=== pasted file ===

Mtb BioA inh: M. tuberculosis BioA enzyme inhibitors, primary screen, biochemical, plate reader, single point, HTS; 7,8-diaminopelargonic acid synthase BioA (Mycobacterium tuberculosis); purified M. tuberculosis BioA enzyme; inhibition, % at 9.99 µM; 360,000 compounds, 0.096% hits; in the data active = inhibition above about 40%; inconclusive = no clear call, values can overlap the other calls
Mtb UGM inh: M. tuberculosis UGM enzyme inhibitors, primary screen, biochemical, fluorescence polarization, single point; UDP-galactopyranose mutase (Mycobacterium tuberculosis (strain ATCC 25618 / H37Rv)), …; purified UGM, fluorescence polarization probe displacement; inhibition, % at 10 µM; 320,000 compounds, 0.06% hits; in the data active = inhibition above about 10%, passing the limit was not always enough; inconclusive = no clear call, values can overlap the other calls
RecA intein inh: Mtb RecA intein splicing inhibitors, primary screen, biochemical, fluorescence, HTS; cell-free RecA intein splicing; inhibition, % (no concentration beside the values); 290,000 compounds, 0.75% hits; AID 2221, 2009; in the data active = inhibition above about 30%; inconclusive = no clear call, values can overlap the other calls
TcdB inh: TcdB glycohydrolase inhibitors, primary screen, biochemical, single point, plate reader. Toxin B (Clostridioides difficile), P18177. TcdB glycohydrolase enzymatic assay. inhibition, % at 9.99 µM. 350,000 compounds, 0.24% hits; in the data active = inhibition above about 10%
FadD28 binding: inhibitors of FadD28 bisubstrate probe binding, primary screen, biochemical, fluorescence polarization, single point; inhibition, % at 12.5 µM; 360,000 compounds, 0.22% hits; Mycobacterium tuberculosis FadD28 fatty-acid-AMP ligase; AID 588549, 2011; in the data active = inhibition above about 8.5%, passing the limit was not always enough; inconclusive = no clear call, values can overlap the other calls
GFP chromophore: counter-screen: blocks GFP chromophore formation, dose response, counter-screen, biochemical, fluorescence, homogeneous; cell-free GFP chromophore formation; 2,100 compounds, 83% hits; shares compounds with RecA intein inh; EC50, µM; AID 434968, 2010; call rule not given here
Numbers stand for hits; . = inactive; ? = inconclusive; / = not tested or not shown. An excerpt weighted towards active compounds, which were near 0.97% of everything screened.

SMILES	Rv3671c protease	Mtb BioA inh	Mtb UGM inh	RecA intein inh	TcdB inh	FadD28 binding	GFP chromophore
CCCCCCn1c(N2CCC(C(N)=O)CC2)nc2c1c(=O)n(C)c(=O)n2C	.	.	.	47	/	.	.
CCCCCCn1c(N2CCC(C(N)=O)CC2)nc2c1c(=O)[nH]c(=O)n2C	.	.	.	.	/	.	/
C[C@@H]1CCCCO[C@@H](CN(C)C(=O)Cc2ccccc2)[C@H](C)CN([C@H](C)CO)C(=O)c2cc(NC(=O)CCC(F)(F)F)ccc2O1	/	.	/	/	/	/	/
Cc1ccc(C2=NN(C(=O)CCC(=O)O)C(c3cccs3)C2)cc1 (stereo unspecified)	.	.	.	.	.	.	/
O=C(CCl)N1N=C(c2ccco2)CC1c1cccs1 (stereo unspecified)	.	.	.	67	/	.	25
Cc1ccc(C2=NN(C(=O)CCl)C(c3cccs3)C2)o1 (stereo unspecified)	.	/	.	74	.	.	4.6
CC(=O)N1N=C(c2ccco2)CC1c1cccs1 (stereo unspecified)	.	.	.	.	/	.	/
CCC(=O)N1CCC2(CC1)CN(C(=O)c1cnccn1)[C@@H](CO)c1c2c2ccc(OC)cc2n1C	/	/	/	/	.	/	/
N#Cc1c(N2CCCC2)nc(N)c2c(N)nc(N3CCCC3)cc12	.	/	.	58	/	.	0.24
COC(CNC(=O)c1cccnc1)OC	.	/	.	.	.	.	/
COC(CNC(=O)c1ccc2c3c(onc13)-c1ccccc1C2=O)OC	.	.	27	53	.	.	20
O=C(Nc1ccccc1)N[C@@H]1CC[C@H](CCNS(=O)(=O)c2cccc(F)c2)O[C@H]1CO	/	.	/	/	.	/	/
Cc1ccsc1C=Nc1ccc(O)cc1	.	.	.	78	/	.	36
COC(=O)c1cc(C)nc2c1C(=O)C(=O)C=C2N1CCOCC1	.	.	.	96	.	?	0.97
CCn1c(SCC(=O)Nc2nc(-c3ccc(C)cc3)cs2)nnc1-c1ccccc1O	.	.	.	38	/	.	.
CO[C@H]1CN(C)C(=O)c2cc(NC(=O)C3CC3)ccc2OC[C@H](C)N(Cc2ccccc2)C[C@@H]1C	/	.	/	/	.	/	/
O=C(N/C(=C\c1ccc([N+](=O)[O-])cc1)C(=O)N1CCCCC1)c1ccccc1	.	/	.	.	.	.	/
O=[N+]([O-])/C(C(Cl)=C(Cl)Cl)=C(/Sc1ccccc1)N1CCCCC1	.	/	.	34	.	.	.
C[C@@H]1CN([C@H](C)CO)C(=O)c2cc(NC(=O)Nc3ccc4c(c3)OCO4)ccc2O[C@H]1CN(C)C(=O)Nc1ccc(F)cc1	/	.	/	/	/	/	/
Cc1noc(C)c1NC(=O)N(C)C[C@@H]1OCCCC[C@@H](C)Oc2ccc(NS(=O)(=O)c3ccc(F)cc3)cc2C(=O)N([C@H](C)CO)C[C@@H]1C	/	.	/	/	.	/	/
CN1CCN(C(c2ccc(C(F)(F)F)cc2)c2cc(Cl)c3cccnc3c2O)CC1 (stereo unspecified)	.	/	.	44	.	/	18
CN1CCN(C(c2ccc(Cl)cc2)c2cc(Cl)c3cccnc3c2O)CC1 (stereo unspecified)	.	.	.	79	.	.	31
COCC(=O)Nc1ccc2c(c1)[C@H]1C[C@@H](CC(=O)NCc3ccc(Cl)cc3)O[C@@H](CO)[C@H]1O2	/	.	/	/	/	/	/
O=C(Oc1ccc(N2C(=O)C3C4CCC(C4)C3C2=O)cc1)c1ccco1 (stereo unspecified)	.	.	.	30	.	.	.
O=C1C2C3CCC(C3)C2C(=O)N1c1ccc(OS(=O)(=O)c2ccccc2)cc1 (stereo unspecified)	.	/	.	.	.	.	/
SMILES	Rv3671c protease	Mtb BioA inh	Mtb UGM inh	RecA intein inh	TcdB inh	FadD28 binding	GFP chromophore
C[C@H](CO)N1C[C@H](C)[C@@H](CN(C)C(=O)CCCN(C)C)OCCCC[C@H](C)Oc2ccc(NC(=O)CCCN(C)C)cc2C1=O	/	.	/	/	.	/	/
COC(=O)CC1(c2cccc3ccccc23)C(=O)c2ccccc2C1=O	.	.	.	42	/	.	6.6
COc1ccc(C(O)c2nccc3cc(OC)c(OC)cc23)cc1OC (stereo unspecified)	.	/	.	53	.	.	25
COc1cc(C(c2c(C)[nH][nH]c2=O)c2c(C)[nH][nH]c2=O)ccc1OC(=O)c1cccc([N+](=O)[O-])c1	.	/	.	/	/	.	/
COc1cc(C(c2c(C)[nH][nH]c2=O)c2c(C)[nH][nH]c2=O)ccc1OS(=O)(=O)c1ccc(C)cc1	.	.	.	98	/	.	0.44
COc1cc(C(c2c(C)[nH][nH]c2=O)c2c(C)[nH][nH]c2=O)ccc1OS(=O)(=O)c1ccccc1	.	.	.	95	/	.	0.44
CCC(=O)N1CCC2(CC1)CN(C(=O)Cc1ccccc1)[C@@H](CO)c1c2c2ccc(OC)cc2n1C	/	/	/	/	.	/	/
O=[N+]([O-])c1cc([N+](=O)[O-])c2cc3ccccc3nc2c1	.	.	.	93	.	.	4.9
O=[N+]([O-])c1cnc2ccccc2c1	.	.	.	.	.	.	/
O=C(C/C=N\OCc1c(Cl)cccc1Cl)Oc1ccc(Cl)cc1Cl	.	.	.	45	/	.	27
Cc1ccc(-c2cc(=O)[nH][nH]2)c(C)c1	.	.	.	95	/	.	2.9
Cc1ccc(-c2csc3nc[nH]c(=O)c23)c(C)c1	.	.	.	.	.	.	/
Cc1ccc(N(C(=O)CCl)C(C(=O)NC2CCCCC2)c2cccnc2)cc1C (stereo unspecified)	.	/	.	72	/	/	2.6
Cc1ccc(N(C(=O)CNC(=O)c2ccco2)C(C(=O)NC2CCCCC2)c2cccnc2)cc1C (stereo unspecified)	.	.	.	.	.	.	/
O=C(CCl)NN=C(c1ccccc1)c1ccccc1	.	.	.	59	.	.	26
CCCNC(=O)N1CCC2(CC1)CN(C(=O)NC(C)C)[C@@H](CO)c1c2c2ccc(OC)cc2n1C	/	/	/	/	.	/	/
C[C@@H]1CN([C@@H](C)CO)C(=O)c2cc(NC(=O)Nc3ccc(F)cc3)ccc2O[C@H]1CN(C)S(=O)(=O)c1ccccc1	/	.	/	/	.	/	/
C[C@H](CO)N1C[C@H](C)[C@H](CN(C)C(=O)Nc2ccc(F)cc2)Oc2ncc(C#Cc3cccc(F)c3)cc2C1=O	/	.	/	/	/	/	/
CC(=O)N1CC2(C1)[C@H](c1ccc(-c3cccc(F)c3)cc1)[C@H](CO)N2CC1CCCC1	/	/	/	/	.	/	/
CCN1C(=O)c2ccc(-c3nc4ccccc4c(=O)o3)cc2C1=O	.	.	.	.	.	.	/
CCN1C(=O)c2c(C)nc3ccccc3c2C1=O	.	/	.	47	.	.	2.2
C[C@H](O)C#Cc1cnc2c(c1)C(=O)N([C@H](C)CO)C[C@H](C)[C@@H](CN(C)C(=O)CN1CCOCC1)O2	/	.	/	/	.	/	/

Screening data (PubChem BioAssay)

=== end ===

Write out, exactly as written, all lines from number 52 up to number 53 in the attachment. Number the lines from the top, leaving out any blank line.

C[C@H](CO)N1C[C@H](C)[C@H](CN(C)C(=O)Nc2ccc(F)cc2)Oc2ncc(C#Cc3cccc(F)c3)cc2C1=O	/	.	/	/	/	/	/
CC(=O)N1CC2(C1)[C@H](c1ccc(-c3cccc(F)c3)cc1)[C@H](CO)N2CC1CCCC1	/	/	/	/	.	/	/